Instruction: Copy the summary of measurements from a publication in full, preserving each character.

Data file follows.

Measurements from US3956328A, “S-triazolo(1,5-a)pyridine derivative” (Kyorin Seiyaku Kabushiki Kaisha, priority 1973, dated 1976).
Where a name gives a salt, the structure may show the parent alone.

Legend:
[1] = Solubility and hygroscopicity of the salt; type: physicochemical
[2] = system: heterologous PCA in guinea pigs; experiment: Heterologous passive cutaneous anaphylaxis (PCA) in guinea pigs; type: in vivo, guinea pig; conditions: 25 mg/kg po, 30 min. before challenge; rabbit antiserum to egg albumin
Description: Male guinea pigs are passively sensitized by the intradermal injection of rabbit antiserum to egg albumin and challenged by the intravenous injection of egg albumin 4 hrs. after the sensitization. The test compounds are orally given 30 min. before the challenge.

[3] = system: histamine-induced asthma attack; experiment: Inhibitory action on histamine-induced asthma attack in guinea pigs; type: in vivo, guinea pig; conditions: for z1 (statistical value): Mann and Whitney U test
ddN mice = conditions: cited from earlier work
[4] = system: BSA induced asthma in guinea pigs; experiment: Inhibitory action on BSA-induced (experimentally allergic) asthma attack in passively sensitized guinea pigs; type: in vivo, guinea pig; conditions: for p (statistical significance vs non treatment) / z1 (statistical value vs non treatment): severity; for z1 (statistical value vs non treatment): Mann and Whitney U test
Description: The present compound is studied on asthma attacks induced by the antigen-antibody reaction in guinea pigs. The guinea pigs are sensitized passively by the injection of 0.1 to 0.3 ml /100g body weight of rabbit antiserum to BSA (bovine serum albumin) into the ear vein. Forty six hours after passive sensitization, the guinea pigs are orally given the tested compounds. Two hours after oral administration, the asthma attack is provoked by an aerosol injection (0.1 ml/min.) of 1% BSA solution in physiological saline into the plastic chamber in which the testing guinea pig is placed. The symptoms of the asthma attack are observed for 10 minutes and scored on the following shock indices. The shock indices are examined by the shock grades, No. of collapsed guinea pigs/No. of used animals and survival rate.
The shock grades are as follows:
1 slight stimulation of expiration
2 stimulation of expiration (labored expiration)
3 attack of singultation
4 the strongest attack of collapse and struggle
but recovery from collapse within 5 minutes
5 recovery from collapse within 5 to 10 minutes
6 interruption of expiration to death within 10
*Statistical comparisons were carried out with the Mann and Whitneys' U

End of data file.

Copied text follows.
Measurements from US3956328A, “S-triazolo(1,5-a)pyridine derivative” (Kyorin Seiyaku Kabushiki Kaisha, priority 1973, dated 1976).
Where a name gives a salt, the structure may show the parent alone.

Legend:
[1] = Solubility and hygroscopicity of the salt; type: physicochemical
[2] = system: heterologous PCA in guinea pigs; experiment: Heterologous passive cutaneous anaphylaxis (PCA) in guinea pigs; type: in vivo, guinea pig; conditions: 25 mg/kg po, 30 min. before challenge; rabbit antiserum to egg albumin
Description: Male guinea pigs are passively sensitized by the intradermal injection of rabbit antiserum to egg albumin and challenged by the intravenous injection of egg albumin 4 hrs. after the sensitization. The test compounds are orally given 30 min. before the challenge.

[3] = system: histamine-induced asthma attack; experiment: Inhibitory action on histamine-induced asthma attack in guinea pigs; type: in vivo, guinea pig; conditions: for z1 (statistical value): Mann and Whitney U test
ddN mice = conditions: cited from earlier work
[4] = system: BSA induced asthma in guinea pigs; experiment: Inhibitory action on BSA-induced (experimentally allergic) asthma attack in passively sensitized guinea pigs; type: in vivo, guinea pig; conditions: for p (statistical significance vs non treatment) / z1 (statistical value vs non treatment): severity; for z1 (statistical value vs non treatment): Mann and Whitney U test
Description: The present compound is studied on asthma attacks induced by the antigen-antibody reaction in guinea pigs. The guinea pigs are sensitized passively by the injection of 0.1 to 0.3 ml /100g body weight of rabbit antiserum to BSA (bovine serum albumin) into the ear vein. Forty six hours after passive sensitization, the guinea pigs are orally given the tested compounds. Two hours after oral administration, the asthma attack is provoked by an aerosol injection (0.1 ml/min.) of 1% BSA solution in physiological saline into the plastic chamber in which the testing guinea pig is placed. The symptoms of the asthma attack are observed for 10 minutes and scored on the following shock indices. The shock indices are examined by the shock grades, No. of collapsed guinea pigs/No. of used animals and survival rate.
The shock grades are as follows:
1 slight stimulation of expiration
2 stimulation of expiration (labored expiration)
3 attack of singultation
4 the strongest attack of collapse and struggle
but recovery from collapse within 5 minutes
5 recovery from collapse within 5 to 10 minutes
6 interruption of expiration to death within 10
*Statistical comparisons were carried out with the Mann and Whitneys' U